This article is part of HuffPost’s Project Zero campaign, a yearlong series on neglected tropical diseases and efforts to fight them.
“Out of Sight” is a series of 360-degree films telling the stories of the victims and health workers battling neglected tropical diseases in some of the most remote and underdeveloped regions of Nigeria and Congo. The series explores both the challenges of and progress toward eliminating three of those diseases.
The series begins in Nigeria with lymphatic filariasis, or elephantiasis. This disease is transmitted by mosquitoes and can cause the extreme swelling of body parts. Globally, a billion people live in areas that put them at risk of infection. Nigeria is one of the countries hardest hit by this disease.
The second film, shot in both Nigeria and Congo, focuses on river blindness. It was once widespread in tropical areas across the world, but efforts to control it have significantly reduced infection. However, the disease remains a major cause of preventable blindness in certain parts of the developing world, and nearly 300,000 people are blind from it.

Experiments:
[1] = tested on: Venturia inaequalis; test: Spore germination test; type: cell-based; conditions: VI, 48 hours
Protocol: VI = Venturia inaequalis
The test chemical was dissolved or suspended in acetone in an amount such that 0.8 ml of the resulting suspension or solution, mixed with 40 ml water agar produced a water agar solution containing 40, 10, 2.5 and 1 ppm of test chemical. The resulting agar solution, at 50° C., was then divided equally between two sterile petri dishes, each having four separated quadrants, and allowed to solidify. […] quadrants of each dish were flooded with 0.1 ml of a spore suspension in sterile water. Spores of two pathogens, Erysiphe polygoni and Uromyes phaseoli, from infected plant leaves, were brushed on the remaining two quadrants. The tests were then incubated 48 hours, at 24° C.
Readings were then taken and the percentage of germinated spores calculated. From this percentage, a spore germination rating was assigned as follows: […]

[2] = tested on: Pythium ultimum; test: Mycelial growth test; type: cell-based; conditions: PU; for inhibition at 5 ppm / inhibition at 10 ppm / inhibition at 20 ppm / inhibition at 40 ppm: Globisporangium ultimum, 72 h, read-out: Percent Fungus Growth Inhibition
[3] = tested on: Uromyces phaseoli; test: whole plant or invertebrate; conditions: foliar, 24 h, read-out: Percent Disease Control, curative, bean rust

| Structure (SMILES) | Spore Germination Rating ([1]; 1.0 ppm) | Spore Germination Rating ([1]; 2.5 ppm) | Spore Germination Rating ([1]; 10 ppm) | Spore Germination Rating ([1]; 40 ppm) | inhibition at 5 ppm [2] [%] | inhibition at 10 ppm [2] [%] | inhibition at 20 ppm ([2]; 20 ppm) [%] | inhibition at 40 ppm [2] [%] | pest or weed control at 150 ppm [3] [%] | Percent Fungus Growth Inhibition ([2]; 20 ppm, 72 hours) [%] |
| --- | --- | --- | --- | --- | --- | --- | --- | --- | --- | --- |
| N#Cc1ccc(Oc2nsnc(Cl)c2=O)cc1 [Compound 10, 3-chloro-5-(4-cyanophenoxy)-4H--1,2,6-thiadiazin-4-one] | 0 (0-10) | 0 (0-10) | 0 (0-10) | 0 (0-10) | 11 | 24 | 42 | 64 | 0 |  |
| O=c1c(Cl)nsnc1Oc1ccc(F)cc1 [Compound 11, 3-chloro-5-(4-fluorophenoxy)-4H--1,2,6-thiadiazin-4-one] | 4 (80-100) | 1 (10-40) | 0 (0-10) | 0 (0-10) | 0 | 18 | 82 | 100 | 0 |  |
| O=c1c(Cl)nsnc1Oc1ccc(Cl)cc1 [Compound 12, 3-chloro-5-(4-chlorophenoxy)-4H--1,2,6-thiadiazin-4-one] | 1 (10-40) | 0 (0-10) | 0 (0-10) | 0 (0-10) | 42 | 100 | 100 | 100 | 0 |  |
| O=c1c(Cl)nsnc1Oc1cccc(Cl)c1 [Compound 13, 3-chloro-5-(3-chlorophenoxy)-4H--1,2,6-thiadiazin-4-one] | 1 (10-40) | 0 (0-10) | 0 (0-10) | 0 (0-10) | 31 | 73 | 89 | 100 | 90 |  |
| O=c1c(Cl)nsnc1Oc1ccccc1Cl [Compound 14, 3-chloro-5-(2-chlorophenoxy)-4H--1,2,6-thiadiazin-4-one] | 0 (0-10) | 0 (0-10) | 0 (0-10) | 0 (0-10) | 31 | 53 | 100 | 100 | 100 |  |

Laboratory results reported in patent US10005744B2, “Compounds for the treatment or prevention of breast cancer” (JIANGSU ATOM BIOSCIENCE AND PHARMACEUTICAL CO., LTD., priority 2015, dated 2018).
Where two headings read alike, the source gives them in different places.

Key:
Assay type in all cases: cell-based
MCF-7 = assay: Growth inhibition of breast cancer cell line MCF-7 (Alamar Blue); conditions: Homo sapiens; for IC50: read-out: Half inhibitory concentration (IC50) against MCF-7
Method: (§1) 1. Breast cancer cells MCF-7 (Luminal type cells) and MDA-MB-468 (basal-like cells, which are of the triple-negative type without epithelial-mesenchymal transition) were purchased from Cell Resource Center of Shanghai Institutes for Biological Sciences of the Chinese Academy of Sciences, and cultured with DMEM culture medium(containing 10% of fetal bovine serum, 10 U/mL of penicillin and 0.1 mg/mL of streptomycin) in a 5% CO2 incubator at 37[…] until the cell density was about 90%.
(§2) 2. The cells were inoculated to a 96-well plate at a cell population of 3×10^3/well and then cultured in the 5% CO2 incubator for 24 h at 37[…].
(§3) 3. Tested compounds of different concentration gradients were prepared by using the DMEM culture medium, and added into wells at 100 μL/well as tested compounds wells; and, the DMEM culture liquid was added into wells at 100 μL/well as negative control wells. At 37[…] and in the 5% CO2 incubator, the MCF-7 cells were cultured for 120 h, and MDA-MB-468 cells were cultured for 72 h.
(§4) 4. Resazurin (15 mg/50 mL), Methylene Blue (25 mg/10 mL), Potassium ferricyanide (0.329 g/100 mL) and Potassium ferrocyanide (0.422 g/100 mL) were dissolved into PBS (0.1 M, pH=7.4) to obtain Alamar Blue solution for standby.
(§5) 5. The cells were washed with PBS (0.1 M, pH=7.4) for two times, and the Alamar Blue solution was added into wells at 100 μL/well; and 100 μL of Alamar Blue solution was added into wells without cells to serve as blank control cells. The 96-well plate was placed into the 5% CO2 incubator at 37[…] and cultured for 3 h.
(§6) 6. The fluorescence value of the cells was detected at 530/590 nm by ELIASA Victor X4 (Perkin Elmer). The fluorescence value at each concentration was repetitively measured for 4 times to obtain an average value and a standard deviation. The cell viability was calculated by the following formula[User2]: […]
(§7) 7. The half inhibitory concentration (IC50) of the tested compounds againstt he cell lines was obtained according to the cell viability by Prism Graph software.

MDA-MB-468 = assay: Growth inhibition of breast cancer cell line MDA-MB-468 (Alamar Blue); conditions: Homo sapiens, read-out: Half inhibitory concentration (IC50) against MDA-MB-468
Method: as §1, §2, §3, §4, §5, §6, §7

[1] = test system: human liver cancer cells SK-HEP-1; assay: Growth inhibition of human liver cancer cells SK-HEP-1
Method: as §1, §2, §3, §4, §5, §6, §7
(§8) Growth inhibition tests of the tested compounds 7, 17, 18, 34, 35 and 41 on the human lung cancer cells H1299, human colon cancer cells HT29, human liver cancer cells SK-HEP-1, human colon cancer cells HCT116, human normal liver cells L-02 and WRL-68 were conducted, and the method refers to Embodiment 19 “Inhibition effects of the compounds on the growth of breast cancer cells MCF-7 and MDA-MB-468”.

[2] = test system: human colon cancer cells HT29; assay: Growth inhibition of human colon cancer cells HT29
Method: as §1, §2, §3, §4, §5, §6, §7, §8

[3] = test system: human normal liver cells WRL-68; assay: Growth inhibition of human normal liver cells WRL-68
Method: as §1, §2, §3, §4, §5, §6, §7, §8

The series ends with sleeping sickness, which was once a major cause of mortality in tropical Africa but now may be nearly eliminated, thanks to the intervention of health workers and national health programs. As many as 80 percent of the remaining cases are found in Congo, the location of this film.
This series is supported, in part, by funding from the Bill & Melinda Gates Foundation. All content is editorially independent, with no influence or input from the foundation.
If you’d like to contribute a post to the series, send an email to ProjectZero@huffingtonpost.com. And follow the conversation on social media by using the hashtag #ProjectZero.
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